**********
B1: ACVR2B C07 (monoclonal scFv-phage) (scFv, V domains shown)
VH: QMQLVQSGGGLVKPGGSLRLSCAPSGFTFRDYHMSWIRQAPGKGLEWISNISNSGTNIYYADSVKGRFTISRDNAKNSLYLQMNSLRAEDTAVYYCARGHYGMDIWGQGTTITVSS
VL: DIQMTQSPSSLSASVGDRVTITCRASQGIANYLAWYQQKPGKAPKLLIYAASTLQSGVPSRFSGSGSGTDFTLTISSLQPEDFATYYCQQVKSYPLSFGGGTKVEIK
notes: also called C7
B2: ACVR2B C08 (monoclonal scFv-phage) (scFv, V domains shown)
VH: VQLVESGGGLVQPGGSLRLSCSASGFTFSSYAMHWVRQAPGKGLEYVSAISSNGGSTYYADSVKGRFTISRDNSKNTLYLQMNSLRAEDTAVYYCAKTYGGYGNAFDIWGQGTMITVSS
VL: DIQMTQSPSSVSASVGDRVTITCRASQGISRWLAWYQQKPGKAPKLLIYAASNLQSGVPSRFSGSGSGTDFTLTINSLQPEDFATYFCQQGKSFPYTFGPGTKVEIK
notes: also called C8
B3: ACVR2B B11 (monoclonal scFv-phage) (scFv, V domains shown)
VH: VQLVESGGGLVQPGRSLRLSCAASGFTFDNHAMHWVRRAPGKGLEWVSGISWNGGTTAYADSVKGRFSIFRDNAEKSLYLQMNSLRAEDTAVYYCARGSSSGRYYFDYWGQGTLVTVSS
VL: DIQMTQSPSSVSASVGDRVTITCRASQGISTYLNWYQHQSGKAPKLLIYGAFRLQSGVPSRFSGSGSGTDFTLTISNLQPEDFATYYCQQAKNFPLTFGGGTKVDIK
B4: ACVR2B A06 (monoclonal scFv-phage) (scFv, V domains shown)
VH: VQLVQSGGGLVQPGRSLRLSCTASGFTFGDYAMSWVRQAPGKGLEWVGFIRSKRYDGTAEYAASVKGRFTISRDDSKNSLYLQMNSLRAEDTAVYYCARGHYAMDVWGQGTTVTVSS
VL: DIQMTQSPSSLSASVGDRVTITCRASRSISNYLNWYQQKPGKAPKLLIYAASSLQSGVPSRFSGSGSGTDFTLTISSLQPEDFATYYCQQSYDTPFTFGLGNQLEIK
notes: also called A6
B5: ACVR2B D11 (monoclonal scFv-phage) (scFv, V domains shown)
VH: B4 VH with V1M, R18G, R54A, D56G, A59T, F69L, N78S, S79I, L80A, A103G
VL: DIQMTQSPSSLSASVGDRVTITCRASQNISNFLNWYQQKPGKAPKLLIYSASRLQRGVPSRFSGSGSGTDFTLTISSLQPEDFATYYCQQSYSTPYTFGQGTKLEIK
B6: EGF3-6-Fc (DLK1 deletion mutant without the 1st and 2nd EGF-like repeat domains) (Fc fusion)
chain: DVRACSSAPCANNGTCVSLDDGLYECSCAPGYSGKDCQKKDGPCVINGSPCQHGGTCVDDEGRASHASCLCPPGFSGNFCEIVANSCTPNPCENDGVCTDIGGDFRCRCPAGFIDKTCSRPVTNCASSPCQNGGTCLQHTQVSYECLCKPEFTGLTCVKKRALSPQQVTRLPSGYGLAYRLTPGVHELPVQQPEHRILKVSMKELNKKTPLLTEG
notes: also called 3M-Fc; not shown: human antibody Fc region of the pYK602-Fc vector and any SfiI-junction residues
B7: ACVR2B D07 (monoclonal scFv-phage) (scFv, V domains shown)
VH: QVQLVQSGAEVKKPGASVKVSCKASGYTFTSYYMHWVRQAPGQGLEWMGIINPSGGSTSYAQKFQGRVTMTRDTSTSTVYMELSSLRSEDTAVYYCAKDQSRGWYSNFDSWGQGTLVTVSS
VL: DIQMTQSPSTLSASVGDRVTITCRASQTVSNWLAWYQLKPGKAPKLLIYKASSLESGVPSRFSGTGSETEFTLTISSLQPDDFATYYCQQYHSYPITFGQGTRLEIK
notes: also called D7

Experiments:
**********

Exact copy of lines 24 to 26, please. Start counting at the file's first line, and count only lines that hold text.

VL: DIQMTQSPSTLSASVGDRVTITCRASQTVSNWLAWYQLKPGKAPKLLIYKASSLESGVPSRFSGTGSETEFTLTISSLQPDDFATYYCQQYHSYPITFGQGTRLEIK
notes: also called D7

Experiments: